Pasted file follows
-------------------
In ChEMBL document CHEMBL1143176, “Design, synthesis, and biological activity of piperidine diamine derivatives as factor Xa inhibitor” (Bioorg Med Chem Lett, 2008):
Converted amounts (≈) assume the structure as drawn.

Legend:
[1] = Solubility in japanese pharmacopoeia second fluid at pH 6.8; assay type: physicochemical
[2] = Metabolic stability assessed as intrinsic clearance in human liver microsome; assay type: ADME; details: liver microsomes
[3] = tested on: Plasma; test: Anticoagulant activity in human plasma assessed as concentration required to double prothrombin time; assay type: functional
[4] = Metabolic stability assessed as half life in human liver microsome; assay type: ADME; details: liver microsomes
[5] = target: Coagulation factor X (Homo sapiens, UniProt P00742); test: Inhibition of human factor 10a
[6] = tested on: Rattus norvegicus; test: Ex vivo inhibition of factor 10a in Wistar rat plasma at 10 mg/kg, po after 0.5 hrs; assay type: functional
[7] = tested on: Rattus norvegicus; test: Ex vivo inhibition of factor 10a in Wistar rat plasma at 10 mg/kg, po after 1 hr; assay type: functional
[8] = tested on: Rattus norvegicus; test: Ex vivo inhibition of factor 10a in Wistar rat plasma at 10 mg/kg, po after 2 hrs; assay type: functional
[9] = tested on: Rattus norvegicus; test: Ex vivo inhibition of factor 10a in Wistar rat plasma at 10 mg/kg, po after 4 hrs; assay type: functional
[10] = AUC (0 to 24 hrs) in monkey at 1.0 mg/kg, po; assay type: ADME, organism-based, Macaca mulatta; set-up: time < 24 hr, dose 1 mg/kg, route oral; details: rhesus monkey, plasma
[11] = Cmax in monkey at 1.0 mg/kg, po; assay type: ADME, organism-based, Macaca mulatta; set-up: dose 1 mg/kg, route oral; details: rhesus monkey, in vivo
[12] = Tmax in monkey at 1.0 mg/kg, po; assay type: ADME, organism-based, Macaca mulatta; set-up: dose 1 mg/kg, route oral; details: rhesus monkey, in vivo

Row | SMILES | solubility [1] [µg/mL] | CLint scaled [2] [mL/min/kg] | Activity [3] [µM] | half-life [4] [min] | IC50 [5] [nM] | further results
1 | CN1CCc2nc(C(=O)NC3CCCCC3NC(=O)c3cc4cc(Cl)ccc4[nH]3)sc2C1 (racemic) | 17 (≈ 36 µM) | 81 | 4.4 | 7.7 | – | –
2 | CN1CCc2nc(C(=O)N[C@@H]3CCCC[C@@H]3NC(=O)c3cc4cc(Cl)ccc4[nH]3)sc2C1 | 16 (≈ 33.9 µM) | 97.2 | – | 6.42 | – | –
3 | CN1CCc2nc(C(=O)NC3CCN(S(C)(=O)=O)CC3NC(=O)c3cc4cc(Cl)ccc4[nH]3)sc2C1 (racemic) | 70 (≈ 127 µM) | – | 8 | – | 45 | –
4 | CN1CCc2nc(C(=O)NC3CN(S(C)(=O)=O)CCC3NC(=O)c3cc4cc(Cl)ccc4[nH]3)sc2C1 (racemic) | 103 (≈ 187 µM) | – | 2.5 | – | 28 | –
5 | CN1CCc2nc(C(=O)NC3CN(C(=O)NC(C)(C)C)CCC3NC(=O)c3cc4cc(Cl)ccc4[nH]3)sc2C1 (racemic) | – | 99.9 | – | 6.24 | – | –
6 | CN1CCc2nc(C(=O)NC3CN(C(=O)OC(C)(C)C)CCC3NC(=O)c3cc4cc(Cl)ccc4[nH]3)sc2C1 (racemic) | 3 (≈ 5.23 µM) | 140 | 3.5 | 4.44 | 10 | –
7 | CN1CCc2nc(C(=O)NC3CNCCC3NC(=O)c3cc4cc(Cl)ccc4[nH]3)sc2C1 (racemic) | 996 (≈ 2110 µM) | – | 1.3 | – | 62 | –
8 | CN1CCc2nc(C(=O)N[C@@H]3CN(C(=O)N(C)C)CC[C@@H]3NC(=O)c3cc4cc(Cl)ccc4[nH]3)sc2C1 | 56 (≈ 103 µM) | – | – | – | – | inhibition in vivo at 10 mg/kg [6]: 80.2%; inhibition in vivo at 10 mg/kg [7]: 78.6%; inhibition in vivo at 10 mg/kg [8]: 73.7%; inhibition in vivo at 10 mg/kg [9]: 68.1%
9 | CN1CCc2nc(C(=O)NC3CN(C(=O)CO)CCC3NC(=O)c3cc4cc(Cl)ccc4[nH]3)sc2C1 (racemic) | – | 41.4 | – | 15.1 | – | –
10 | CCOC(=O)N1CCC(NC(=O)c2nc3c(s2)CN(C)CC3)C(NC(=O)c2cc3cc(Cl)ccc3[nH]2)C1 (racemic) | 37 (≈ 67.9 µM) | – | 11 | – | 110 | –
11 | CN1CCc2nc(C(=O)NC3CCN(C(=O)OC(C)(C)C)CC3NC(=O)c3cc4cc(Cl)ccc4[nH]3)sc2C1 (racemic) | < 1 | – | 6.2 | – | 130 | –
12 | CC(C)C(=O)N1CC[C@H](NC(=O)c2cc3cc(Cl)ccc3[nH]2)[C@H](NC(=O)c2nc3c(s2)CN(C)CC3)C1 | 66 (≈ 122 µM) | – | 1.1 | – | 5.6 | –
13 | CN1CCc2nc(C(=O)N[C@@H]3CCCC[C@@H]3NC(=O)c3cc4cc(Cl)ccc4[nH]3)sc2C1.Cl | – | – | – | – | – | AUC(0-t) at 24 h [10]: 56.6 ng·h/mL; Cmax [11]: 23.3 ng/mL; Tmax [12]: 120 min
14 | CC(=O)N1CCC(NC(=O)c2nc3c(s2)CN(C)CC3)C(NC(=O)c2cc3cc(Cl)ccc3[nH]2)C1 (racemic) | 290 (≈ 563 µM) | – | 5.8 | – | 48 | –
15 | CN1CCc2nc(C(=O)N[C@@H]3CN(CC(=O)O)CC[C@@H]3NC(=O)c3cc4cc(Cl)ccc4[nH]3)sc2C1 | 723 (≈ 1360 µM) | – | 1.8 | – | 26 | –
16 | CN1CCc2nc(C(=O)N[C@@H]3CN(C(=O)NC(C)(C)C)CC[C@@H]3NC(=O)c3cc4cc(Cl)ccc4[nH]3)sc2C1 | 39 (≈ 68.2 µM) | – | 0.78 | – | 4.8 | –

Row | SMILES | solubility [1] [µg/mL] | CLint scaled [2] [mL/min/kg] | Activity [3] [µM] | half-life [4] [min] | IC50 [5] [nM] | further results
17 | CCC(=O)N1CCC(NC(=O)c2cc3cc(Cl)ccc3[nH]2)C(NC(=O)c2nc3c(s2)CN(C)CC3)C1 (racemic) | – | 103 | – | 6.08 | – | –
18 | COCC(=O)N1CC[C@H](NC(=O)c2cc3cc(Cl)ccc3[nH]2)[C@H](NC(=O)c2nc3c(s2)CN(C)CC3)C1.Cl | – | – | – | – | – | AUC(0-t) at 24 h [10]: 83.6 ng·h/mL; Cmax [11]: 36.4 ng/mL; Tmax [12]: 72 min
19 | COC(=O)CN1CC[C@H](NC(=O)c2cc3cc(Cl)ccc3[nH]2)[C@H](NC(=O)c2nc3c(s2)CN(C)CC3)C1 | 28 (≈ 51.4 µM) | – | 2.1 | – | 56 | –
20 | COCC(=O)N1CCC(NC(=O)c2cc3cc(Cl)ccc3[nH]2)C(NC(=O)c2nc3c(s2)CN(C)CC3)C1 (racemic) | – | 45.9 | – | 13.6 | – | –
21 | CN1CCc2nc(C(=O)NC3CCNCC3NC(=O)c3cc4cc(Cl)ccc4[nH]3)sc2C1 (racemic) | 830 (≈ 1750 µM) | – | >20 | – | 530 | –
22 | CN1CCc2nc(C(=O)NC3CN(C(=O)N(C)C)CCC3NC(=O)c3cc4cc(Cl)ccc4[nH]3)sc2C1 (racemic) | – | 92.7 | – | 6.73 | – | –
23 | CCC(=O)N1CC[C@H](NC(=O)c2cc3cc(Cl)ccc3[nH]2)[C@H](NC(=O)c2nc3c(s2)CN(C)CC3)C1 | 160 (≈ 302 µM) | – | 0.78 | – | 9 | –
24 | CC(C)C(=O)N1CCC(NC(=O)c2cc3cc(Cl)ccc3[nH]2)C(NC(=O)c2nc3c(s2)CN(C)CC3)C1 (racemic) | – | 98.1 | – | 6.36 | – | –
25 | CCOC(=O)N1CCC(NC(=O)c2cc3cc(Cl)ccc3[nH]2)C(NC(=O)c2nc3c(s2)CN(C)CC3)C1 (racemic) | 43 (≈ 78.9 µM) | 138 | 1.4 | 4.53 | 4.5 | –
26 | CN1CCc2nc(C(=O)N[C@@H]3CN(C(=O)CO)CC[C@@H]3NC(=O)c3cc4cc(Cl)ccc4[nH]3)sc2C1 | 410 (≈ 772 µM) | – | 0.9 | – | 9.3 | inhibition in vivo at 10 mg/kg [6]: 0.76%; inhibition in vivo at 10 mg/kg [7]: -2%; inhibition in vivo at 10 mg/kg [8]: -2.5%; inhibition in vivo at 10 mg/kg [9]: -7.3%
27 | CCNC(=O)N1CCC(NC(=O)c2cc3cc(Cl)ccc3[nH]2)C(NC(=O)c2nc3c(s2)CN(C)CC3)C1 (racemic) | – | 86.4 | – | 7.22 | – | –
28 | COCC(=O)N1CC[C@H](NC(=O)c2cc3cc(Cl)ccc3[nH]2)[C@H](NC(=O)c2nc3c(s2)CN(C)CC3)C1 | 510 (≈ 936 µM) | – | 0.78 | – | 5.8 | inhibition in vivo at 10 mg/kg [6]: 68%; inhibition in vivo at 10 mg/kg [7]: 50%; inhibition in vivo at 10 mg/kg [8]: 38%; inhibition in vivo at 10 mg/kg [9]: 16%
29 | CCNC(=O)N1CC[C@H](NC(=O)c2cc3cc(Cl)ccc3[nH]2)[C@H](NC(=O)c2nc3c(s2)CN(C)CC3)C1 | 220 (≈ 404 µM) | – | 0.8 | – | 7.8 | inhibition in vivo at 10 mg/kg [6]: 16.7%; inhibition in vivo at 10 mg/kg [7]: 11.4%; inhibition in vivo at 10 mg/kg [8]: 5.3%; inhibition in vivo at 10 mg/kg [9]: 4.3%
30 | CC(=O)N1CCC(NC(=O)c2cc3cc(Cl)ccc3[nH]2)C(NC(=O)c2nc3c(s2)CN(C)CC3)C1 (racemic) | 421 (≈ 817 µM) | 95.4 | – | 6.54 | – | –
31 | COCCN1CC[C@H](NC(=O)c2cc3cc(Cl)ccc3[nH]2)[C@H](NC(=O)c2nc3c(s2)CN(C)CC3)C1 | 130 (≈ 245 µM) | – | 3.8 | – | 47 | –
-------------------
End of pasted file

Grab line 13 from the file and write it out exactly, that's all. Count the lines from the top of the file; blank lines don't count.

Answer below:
[10] = AUC (0 to 24 hrs) in monkey at 1.0 mg/kg, po; assay type: ADME, organism-based, Macaca mulatta; set-up: time < 24 hr, dose 1 mg/kg, route oral; details: rhesus monkey, plasma